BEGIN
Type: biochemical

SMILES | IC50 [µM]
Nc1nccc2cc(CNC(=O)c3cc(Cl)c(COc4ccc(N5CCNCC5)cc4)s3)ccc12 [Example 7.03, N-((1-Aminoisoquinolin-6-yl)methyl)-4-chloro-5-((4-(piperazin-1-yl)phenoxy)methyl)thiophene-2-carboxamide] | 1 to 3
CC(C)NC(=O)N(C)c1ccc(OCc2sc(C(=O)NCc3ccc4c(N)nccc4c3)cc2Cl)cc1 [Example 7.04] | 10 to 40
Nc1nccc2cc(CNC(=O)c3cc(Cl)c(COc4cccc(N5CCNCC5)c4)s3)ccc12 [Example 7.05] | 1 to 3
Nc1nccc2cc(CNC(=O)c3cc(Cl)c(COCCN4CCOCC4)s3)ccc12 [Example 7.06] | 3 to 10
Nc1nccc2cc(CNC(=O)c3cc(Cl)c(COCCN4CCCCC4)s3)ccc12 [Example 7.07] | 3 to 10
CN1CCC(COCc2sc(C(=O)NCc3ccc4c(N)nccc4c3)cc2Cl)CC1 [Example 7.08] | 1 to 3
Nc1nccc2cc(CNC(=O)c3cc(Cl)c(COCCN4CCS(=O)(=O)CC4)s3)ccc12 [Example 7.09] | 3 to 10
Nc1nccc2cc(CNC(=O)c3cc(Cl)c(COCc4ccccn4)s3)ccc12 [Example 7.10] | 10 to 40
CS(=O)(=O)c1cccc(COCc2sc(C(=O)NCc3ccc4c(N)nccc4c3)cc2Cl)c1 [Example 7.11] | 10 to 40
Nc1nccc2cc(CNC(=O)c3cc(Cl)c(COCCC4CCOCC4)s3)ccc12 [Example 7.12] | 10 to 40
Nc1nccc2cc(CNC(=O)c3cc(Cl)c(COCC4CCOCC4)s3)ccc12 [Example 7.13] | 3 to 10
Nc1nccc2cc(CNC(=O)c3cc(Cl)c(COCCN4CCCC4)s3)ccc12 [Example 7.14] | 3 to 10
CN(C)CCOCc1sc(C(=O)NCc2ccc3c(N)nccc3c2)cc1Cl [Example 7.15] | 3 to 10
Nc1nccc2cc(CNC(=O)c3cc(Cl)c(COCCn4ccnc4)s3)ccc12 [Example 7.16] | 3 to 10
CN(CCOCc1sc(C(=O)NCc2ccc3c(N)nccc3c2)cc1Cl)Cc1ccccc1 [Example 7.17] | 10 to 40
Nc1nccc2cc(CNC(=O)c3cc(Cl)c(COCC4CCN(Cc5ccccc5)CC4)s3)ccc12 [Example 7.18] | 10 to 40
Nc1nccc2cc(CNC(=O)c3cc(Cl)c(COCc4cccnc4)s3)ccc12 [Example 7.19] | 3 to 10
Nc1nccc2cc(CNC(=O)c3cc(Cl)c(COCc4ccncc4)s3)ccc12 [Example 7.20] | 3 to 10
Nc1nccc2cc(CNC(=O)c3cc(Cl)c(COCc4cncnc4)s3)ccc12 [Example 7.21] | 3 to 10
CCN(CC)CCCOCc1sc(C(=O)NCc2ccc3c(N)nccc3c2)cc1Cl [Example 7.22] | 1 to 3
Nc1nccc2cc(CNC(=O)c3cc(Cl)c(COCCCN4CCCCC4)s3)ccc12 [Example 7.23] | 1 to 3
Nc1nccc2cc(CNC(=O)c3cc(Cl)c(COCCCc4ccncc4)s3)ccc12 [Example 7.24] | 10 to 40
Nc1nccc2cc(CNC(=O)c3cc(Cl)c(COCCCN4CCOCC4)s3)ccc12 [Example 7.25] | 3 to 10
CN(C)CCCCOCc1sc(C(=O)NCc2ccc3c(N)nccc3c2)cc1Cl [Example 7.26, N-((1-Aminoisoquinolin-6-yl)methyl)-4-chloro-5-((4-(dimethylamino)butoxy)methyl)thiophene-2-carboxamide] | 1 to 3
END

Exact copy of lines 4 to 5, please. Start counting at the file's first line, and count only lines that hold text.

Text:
CC(C)NC(=O)N(C)c1ccc(OCc2sc(C(=O)NCc3ccc4c(N)nccc4c3)cc2Cl)cc1 [Example 7.04] | 10 to 40
Nc1nccc2cc(CNC(=O)c3cc(Cl)c(COc4cccc(N5CCNCC5)c4)s3)ccc12 [Example 7.05] | 1 to 3